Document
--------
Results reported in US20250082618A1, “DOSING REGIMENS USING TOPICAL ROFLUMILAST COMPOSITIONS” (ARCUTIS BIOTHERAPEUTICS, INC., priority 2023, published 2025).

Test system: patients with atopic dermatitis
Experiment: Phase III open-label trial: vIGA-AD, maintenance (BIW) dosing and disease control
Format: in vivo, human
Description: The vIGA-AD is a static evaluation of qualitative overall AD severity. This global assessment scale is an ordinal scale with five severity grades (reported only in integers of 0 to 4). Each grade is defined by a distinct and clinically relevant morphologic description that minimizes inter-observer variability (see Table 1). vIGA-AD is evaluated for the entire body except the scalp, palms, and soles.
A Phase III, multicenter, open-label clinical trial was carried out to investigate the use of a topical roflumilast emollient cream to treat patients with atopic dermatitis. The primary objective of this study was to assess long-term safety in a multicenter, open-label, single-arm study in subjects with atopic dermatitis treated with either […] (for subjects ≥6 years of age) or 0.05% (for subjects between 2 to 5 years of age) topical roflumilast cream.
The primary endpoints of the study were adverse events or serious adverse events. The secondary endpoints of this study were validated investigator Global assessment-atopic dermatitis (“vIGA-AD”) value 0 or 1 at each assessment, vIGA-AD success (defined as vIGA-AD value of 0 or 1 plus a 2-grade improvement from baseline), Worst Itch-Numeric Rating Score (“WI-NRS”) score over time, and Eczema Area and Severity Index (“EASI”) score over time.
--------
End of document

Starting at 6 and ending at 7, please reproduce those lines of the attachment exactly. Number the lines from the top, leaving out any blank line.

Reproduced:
A Phase III, multicenter, open-label clinical trial was carried out to investigate the use of a topical roflumilast emollient cream to treat patients with atopic dermatitis. The primary objective of this study was to assess long-term safety in a multicenter, open-label, single-arm study in subjects with atopic dermatitis treated with either […] (for subjects ≥6 years of age) or 0.05% (for subjects between 2 to 5 years of age) topical roflumilast cream.
The primary endpoints of the study were adverse events or serious adverse events. The secondary endpoints of this study were validated investigator Global assessment-atopic dermatitis (“vIGA-AD”) value 0 or 1 at each assessment, vIGA-AD success (defined as vIGA-AD value of 0 or 1 plus a 2-grade improvement from baseline), Worst Itch-Numeric Rating Score (“WI-NRS”) score over time, and Eczema Area and Severity Index (“EASI”) score over time.